“But Bill offered the students a different story—one of hope,” added Jennings.

[The Examiner wrote the foreword to Bill Carter’s memoir Get Carter–Backstage In History From JFK’s Assassination To The Rolling Stones.]

Bill Gaither and the Bessman Homecoming

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For the record, that’s Bill Gaither on the right, photo by Kevin Williams

It was Christmas in September—Sept. 3, to be exact—when the mail brought the new DVD box set Bill Gaither’s Homecoming Hymns, a 10-disc set of 150 performances including a disc of Christmas hymns, not to mention a 48-page hymn book. Special guests including George Jones, Alabama, the Oak Ridge Boys and Marty Stuart join such Gaither Homecoming stalwarts as Jeff and Sheri Easter, The Isaacs, the late Jake Hess and Vestal Goodman, and of course, the Gaither Vocal Band, whom I was lucky enough to see in Brooklyn at the Brooklyn Tabernacle on Mother’s Day, May 8.

The last time I was in Brooklyn—not counting a few doctors appointments—was to see Richard Smallwood & Vision, D.C.’s top gospel group, back in January at the Kumble Theatre at Long Island University. Valerie Simpson was concerned about the rough start to 2016 and brought them all up for a private show for friends in need of something positive and good. The last time I’d seen the Gaither Vocal Band was way back, at the post-9/11 Homecoming show Bill Gaither did at Carnegie Hall in 2002, which came out later that year in a two-part video set, Let Freedom Ring/God Bless America. Like all Gaither Homecomings, it was a huge show, starring besides GVB—if I remember correctly–Mark Lowry, Gloria Gaither, The Martins, Jessy Dixon, Sandi Patty, Larnelle Harris, The Isaacs, The Hoppers, members of the New York “Firefighters for Christ” organization, Jeff and Sheri Easter, George Beverly Shea, David Phelps, Ben Speer, James Blackwood, Howard and Vestal Goodman, Jake Hess, J.D. Sumner, Buddy Greene, Guy Penrod, Russ Taff, the Crabb Family and maybe Dottie Rambo, and, by the way, Paul Simon!

But you didn’t see or hear Simon, who had brought Jessy and his Jessy Dixon Singers on tour with him for eight years (and used them on the Paul Simon in Concert: Live Rhymin’ and Still Crazy After All These Years albums) and had been invited by Dixon to the show, on the Carnegie Hall Homecoming videos and CDs: He didn’t sign off on his performances, which included a stunning version of “Bridge Over Troubled Water.”

Otherwise, there are three songs from the concert that I regularly post from YouTube: Sandi and Larnelle’s “More Than Wonderful,” The Martins’ “So High” and The Isaacs’ “Star-Spangled Banner”—far and away the best version of the National Anthem I’ve ever heard. A year or so later I walked past Marty Stuart’s booth at Country Music Fan Fair in Nashville and Marty yelled out that he’d seen me in the audience on the DVDs. Sure enough, they had me front row, center. Had I known in advance, I’d have dressed a whole lot better.

All of this was thanks to my dear friend Bill Carter, Secret Service agent for Kennedy and Johnson (no, there was no JFK conspiracy—Oswald acted alone) and later tour lawyer for the Rolling Stones (Bill first appears on the first line of Page 2 of Keith Richards’ memoir, having sprung Keef from his Canada heroin bust) and manager of country artists including Reba McEntire and Rodney Crowell prior to handling all of the Gaither projects. Through Bill I’d done a lot of work with the Gaither organization, writing bios and liner notes for Jake, Jessy, James, GVB and others. Indeed, my association with the Gaithers is among my proudest and most enriching.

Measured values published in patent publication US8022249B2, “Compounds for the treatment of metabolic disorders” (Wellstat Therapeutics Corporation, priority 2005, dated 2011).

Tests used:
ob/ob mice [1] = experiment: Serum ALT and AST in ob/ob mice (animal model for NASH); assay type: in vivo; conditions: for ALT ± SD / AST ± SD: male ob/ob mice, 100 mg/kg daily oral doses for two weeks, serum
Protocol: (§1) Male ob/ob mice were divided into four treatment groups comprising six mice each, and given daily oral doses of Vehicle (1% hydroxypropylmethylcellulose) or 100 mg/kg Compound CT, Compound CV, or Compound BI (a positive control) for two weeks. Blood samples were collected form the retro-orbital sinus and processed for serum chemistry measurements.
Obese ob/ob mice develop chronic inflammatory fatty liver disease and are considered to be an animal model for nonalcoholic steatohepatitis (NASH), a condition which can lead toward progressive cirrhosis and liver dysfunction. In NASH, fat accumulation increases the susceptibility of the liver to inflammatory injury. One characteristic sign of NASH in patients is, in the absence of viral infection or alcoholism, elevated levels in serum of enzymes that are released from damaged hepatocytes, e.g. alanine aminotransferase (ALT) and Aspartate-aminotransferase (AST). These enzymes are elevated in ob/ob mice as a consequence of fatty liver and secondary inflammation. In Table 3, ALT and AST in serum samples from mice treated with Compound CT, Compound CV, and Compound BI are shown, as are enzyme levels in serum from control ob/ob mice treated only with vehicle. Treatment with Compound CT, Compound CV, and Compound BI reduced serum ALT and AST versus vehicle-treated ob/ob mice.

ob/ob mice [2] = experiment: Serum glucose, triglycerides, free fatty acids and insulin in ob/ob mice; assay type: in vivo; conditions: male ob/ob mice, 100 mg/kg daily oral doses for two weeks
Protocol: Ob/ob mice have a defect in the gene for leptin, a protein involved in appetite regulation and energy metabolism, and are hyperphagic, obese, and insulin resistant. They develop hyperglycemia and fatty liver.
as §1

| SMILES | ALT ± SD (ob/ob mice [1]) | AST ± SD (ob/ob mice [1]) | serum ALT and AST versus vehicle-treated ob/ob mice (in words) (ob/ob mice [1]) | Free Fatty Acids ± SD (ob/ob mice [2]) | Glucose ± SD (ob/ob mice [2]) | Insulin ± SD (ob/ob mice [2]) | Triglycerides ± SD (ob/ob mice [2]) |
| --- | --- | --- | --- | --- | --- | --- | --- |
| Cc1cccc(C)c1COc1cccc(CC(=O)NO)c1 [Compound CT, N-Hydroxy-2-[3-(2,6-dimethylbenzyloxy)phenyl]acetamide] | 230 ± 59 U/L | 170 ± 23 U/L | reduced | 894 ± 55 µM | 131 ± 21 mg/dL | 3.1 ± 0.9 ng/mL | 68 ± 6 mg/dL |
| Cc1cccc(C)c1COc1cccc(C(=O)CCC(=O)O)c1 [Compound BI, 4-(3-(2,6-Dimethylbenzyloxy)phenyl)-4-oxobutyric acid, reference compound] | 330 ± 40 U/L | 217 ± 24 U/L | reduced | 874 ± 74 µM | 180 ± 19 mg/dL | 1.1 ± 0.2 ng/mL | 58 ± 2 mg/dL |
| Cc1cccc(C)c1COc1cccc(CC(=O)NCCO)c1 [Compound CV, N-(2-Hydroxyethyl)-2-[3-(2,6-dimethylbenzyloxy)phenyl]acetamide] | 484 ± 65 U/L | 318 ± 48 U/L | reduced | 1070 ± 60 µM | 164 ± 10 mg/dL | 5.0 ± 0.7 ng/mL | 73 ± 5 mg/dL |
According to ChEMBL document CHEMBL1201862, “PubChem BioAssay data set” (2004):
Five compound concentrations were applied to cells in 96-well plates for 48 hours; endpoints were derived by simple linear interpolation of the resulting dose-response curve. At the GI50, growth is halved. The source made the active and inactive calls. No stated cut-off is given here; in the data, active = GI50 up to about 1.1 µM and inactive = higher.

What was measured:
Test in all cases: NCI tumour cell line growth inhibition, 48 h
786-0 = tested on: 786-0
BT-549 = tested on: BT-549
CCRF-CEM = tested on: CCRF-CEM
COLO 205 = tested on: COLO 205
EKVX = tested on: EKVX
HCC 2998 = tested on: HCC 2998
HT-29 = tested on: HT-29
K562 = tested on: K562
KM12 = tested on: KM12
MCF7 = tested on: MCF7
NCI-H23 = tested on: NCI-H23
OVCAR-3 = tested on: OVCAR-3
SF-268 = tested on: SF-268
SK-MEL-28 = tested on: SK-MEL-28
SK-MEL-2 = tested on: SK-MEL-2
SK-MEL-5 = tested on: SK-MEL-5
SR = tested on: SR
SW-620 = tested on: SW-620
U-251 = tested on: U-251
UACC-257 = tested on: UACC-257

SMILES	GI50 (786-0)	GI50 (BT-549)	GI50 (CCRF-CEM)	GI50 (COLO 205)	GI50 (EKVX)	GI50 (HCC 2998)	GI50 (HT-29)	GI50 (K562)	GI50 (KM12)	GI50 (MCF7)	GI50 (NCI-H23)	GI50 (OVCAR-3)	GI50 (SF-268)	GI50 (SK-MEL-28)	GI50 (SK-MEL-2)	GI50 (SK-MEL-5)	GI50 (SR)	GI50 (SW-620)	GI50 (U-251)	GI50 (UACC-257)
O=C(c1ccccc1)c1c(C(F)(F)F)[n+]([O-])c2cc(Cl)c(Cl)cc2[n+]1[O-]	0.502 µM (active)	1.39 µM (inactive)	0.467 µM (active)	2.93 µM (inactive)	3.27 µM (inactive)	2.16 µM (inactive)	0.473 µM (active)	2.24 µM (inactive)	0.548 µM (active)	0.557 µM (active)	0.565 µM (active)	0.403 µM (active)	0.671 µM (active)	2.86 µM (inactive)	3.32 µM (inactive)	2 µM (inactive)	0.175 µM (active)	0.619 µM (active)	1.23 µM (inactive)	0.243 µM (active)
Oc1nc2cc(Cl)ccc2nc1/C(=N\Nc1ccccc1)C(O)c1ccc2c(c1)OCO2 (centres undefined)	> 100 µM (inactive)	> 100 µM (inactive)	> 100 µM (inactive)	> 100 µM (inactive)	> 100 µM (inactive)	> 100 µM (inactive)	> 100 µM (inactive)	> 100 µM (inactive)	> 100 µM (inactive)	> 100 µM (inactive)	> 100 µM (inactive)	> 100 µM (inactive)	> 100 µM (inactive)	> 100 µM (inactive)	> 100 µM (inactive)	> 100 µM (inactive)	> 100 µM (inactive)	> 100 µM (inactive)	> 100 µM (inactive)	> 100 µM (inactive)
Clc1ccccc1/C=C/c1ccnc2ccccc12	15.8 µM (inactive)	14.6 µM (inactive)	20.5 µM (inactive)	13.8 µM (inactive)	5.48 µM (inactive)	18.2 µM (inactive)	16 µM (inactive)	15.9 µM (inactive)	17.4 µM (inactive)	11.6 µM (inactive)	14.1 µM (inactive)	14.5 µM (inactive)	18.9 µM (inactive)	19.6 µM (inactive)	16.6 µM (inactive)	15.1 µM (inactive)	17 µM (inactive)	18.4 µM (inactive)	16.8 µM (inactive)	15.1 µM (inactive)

But it had been way too long since I’d had any live contact with Gaither stars other than Bill’s Rector Concert 2010, a fundraiser for the Rector High School Helping Hands Foundation in Bill’s tiny, impoverished hometown of Rector, Arkansas, which featured Mark Lowry, Jason Crabb, Gene McDonald, Charlotte Ritchie and GVB’s bandleader/guitarist Kevin Williams; also the August, 2014 annual Johnny Cash Music Festival in Jonesboro, Arkansas, a benefit to fund the restoration of The Johnny Cash Boyhood Home in nearby Dyess, which Bill organized and Mark hosted. I’d also spoken with Mark and Kevin and Bill, Sandi and David and Jason for various examiner.com features over the years—which is why Kevin had contacted me ahead of the Brooklyn show: He wanted help getting the word out on his own Carter-inspired Kevin’s Kids concert fundraiser for at-risk kids in his hometown of Russell Springs, Kentucky. Of course, I was happy to oblige, and almost as an afterthought he told me he’d be at the Brooklyn Tabernacle that Sunday with GVB.

I’m pretty sure I’d seen the Brooklyn Tabernacle Choir somewhere in New York—at a Madison Square Garden gospel show, maybe, or one of the Billy Graham Crusades–but never at its immense temple in the heart of downtown Brooklyn. Yet as excited as I was on the train from 42nd Street, there was also a feeling of guilt, of not being worthy. Putting it mildly, I’m not a believer. If there is an afterlife, I most certainly am going to hell, which is fine by me: That’s where most my friends already are or eventually will be.

And I don’t believe in a higher power…well, I take that back: Years ago when I went to Fan Fair every year, when it was held at the Fairgrounds, I’d always go out for lunch with Bill Carter, top Nashville publicist Judy Turner and his daughters Joanna and Julia, it being Joanna’s birthday lunch. They always had a hard time accepting my atheism, and at one point, Joanna turned to me and said, “I just can’t believe you don’t have a higher power!”

But I do have a higher power, I assured her, then turned to her dad and said, “Bill Carter!” He just proudly flashed that warm shit-eatin’ grin of his.